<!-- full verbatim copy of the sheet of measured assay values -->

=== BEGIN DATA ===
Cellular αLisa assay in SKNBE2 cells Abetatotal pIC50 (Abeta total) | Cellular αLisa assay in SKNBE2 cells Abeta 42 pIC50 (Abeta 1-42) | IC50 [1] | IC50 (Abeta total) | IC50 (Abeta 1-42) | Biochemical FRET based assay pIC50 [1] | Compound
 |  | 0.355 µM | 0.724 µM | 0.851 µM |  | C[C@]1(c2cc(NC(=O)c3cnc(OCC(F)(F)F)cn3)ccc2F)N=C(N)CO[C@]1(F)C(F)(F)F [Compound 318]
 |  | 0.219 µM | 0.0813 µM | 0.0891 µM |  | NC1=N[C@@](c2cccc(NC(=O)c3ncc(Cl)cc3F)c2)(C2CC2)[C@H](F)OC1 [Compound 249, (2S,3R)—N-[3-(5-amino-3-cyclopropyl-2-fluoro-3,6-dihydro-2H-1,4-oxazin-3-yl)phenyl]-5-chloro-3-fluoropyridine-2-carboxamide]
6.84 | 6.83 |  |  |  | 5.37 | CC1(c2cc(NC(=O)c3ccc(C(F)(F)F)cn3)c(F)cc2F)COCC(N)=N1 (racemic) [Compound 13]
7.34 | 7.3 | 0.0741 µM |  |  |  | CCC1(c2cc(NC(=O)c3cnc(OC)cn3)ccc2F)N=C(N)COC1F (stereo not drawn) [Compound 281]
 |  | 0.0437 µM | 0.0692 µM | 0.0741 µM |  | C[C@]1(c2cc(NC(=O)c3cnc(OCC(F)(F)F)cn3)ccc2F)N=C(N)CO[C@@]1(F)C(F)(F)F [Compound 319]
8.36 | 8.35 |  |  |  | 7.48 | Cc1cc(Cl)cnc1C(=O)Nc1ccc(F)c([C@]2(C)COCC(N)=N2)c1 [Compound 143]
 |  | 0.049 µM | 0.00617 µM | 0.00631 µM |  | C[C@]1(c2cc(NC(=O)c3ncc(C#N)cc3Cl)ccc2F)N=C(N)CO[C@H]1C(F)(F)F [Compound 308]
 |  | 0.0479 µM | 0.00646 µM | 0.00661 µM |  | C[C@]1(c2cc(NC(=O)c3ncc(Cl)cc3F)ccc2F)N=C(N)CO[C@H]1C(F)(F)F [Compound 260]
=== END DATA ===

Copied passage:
Cellular αLisa assay in SKNBE2 cells Abetatotal pIC50 (Abeta total) | Cellular αLisa assay in SKNBE2 cells Abeta 42 pIC50 (Abeta 1-42) | IC50 [1] | IC50 (Abeta total) | IC50 (Abeta 1-42) | Biochemical FRET based assay pIC50 [1] | Compound
 |  | 0.355 µM | 0.724 µM | 0.851 µM |  | C[C@]1(c2cc(NC(=O)c3cnc(OCC(F)(F)F)cn3)ccc2F)N=C(N)CO[C@]1(F)C(F)(F)F [Compound 318]
 |  | 0.219 µM | 0.0813 µM | 0.0891 µM |  | NC1=N[C@@](c2cccc(NC(=O)c3ncc(Cl)cc3F)c2)(C2CC2)[C@H](F)OC1 [Compound 249, (2S,3R)—N-[3-(5-amino-3-cyclopropyl-2-fluoro-3,6-dihydro-2H-1,4-oxazin-3-yl)phenyl]-5-chloro-3-fluoropyridine-2-carboxamide]
6.84 | 6.83 |  |  |  | 5.37 | CC1(c2cc(NC(=O)c3ccc(C(F)(F)F)cn3)c(F)cc2F)COCC(N)=N1 (racemic) [Compound 13]
7.34 | 7.3 | 0.0741 µM |  |  |  | CCC1(c2cc(NC(=O)c3cnc(OC)cn3)ccc2F)N=C(N)COC1F (stereo not drawn) [Compound 281]
 |  | 0.0437 µM | 0.0692 µM | 0.0741 µM |  | C[C@]1(c2cc(NC(=O)c3cnc(OCC(F)(F)F)cn3)ccc2F)N=C(N)CO[C@@]1(F)C(F)(F)F [Compound 319]
8.36 | 8.35 |  |  |  | 7.48 | Cc1cc(Cl)cnc1C(=O)Nc1ccc(F)c([C@]2(C)COCC(N)=N2)c1 [Compound 143]
 |  | 0.049 µM | 0.00617 µM | 0.00631 µM |  | C[C@]1(c2cc(NC(=O)c3ncc(C#N)cc3Cl)ccc2F)N=C(N)CO[C@H]1C(F)(F)F [Compound 308]
 |  | 0.0479 µM | 0.00646 µM | 0.00661 µM |  | C[C@]1(c2cc(NC(=O)c3ncc(Cl)cc3F)ccc2F)N=C(N)CO[C@H]1C(F)(F)F [Compound 260]